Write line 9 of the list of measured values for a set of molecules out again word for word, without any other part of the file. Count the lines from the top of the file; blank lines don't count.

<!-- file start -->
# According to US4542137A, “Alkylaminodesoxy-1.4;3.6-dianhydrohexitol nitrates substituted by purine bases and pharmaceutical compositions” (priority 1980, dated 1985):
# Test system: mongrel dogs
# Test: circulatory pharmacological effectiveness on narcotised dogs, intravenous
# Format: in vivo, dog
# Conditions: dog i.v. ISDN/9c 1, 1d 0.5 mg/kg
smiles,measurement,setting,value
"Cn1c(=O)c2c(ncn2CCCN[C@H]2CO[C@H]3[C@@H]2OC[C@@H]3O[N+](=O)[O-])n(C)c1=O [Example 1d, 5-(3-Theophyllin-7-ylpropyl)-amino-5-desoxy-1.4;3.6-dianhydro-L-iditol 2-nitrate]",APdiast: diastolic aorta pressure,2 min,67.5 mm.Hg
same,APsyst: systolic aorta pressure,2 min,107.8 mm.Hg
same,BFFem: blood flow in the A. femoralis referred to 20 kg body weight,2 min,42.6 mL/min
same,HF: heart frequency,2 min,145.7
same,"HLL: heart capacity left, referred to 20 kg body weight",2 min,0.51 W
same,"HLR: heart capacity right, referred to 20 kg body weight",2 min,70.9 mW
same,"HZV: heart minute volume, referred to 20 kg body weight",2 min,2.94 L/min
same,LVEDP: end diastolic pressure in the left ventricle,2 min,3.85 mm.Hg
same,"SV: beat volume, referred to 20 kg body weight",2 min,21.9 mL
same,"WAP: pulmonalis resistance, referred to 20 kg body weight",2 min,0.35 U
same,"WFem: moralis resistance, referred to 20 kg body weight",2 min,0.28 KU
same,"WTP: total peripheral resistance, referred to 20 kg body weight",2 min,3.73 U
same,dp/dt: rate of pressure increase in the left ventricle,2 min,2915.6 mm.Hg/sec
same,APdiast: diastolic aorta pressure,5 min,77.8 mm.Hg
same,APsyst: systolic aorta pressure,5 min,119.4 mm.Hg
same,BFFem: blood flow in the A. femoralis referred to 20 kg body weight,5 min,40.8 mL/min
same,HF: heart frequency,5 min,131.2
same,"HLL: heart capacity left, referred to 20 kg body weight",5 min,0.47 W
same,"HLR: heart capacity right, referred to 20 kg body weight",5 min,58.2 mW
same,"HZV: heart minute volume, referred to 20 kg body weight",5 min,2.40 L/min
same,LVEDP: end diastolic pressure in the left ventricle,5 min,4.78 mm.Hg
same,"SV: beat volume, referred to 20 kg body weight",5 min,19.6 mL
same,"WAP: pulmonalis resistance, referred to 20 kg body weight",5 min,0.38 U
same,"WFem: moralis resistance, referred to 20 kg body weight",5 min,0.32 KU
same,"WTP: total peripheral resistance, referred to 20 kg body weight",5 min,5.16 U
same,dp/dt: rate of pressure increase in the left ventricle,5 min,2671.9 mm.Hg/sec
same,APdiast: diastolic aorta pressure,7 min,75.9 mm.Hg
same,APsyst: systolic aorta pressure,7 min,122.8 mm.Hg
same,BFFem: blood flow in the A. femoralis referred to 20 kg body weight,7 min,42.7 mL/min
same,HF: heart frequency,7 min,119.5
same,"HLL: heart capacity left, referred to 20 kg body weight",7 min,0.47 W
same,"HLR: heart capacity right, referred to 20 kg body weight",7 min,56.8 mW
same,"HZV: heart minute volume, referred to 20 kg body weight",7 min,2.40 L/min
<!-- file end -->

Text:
same,BFFem: blood flow in the A. femoralis referred to 20 kg body weight,2 min,42.6 mL/min